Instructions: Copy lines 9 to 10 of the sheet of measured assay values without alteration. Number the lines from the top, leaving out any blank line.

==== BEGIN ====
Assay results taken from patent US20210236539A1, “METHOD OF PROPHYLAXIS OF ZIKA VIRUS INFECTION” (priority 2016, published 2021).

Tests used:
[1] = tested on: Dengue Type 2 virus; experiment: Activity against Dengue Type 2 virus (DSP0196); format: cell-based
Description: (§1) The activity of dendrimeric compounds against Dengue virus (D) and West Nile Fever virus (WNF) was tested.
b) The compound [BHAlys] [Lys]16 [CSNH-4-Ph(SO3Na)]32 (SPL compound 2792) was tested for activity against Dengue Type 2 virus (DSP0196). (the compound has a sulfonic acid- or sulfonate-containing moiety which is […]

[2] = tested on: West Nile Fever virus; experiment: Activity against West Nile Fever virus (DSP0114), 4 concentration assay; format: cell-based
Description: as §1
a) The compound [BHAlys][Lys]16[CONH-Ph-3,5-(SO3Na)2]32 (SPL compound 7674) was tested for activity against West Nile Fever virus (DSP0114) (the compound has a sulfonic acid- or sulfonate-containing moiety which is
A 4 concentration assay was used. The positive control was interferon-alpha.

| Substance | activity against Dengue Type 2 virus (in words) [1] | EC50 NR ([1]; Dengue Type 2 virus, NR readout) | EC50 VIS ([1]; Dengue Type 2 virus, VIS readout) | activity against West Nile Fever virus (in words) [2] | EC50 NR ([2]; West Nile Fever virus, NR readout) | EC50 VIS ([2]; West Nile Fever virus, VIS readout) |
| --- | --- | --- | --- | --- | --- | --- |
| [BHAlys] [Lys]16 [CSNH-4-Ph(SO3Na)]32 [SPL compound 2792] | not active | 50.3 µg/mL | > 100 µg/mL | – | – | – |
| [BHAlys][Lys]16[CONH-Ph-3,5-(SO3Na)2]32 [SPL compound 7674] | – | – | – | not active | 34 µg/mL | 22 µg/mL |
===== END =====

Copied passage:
A 4 concentration assay was used. The positive control was interferon-alpha.

| Substance | activity against Dengue Type 2 virus (in words) [1] | EC50 NR ([1]; Dengue Type 2 virus, NR readout) | EC50 VIS ([1]; Dengue Type 2 virus, VIS readout) | activity against West Nile Fever virus (in words) [2] | EC50 NR ([2]; West Nile Fever virus, NR readout) | EC50 VIS ([2]; West Nile Fever virus, VIS readout) |